Kawamura has been a source of encouragement for Hoshino too, helping him feel comfortable on Tour on his own route to a first DP World Tour title at the Commercial Bank Qatar Masters.

"Kawamura has been a reassuring figure on the DP World Tour for many years, and it's incredibly encouraging to be able to engage in discussions about the tour with him," said Hoshino.

"Having fellow Japanese colleagues allows for mutual growth and camaraderie, and even in locations far away from Japan, the Tour becomes much more enjoyable through shared experiences like training together and eating out."

And it's that particular concept and ambition of travelling outside Japan to play and experience new cultures that Jones believes has been a big part of the breakthrough.

For him as the Head Coach, who comes from Australia, it's been a big focus over the past few years as they try to push players to compete outside of their home country and give them confidence by learning English.

"One reason for having an Australian coach or an English speaking coach is that we're trying to make them really engage in English.

"Watching Keita a couple of weeks ago and his interviews at the Indian Open, you know I thought he was phenomenal. He was there, there's no interpreter, there's no translator, and you're getting the real Keita. So you're starting to understand who these players are as the personality comes out when they speak in English.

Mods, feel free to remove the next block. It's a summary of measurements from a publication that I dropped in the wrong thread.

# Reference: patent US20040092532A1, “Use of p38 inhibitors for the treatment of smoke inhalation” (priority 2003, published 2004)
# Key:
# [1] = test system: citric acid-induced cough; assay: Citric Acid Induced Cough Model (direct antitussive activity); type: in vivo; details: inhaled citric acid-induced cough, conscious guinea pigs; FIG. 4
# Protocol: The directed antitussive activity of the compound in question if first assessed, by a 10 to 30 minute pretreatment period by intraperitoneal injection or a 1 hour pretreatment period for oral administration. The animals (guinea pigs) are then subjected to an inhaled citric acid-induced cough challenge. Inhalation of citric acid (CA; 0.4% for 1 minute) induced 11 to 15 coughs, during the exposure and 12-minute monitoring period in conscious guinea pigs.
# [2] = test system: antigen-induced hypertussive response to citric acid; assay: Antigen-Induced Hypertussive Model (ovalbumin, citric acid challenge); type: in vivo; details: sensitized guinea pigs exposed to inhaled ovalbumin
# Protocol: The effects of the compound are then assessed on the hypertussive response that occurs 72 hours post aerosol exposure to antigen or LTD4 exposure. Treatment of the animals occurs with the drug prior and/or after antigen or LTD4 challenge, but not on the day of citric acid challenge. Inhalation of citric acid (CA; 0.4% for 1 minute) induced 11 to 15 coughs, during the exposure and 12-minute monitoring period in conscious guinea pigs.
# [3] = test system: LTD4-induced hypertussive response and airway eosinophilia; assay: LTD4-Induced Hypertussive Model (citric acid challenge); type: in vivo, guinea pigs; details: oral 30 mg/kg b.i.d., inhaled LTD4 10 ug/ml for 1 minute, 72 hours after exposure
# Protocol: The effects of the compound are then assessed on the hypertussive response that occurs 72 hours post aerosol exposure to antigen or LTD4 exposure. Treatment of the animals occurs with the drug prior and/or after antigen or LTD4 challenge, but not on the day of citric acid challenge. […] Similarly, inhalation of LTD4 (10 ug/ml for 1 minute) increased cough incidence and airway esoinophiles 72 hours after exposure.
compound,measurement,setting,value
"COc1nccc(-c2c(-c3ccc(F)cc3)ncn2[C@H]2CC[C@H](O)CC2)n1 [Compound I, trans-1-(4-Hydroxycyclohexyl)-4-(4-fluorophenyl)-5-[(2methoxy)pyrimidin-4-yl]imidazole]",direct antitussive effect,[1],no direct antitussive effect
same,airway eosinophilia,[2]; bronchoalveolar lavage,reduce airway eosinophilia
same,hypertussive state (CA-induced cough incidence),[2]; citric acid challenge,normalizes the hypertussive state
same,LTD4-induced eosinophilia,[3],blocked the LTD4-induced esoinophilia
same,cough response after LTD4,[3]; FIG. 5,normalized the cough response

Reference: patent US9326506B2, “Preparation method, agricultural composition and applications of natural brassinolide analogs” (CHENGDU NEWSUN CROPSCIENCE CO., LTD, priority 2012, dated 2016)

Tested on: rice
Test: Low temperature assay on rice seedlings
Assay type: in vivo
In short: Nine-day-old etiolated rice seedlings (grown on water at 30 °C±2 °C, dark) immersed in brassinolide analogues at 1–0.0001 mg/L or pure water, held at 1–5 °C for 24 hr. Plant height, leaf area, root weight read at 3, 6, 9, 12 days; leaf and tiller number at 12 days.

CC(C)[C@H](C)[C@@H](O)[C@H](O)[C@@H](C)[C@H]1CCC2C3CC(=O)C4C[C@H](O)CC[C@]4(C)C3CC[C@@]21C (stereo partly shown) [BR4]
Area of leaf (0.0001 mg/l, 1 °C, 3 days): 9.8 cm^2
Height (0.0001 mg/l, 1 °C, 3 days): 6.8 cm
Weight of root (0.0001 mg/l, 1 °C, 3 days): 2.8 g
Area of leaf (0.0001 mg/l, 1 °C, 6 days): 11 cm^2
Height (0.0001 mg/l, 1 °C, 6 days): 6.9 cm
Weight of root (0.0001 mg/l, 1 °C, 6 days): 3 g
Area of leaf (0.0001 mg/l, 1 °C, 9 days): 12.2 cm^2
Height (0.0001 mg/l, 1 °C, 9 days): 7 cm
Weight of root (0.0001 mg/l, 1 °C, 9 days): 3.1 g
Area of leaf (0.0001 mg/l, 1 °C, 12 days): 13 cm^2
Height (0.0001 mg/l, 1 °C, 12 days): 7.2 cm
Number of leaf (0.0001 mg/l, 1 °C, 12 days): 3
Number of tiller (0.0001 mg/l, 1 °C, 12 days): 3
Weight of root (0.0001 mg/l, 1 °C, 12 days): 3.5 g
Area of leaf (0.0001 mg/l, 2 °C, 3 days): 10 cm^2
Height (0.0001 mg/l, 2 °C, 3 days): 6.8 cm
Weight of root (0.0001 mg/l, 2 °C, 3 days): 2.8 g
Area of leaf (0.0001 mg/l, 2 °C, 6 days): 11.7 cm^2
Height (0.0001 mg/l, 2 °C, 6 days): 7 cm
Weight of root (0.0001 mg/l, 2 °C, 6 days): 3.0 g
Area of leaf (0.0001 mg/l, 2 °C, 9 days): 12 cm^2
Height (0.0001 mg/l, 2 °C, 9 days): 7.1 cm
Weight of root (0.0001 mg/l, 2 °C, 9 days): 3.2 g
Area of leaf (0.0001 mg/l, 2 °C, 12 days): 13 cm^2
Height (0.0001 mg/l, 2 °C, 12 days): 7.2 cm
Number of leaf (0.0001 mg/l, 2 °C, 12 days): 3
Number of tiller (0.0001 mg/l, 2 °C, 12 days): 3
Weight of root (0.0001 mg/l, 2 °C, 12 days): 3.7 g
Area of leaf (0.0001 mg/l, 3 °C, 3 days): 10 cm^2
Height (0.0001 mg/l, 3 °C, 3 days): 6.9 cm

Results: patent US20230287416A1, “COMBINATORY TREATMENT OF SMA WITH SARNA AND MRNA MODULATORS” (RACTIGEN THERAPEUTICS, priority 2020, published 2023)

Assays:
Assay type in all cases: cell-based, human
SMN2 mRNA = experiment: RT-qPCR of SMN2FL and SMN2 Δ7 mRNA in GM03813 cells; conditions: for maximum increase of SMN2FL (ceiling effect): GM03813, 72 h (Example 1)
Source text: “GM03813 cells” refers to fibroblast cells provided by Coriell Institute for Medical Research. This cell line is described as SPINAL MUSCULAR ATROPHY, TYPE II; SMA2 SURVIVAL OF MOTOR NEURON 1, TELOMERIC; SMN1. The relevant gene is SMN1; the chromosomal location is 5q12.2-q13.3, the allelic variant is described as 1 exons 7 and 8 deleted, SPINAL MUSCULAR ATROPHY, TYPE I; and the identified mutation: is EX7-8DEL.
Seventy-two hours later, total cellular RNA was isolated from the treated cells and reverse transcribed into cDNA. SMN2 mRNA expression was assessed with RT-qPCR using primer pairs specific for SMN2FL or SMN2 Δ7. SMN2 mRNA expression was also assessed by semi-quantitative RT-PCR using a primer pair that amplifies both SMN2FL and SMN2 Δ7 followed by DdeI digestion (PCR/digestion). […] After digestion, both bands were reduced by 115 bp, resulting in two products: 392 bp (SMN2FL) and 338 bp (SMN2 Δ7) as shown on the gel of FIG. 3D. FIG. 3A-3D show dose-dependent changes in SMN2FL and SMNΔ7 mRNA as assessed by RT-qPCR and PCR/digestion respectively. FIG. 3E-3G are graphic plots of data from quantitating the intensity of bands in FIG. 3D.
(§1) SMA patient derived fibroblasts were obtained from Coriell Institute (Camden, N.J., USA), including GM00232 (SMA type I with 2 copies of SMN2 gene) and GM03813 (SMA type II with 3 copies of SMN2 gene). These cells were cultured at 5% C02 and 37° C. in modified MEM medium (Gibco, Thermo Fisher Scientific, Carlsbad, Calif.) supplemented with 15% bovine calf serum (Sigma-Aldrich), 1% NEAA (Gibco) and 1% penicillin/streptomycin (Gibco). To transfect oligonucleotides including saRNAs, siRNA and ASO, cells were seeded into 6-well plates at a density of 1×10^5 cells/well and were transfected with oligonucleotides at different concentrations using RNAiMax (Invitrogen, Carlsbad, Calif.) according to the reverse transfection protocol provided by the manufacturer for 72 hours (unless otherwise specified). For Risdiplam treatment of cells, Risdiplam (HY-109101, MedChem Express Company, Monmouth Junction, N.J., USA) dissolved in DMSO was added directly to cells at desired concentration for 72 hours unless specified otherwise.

"They're all inspired to keep going. And that's one of our things we say, just keep going but you know, they all practice hard. We know that it's a matter of making them aware of practising the right way and focus on their short games so they can be competitive all the time.

"I'd like to see more and more of them become brave enough to go overseas. Certainly the DP World Tour is a wonderful place to start and really carve out a great career."

And with four Japanese victories in seven months, this new generation of champions will only hope to inspire more players to try their hand overseas, and create a new legacy for future generations to aspire to.

According to Jones, it's already happening.

"I think these young guys that we've got at the moment have been quite inspirational to golfers in Japan. People in general are getting interested in what we're doing a little bit because they're trying to play overseas and a little bit of success here and there has certainly spiked up a bit of interest."

Japanese winners on the DP World Tour

Isao Aoki | 1983 Panasonic European Open

Hideki Matsuyama | 2016 WGC-HSBC Champions

Hideki Matsuyama | 2017 WGC-Bridgestone Invitational

Hideki Matsuyama | 2021 Masters Tournament

Ryo Hisatsune | 2023 Cazoo Open de France

Rikuya Hoshino | 2024 Commercial Bank Qatar Masters

Keita Nakajima | 2024 Hero Indian Open

Yuto Katsuragawa | 2024 ISPS HANDA - CHAMPIONSHIP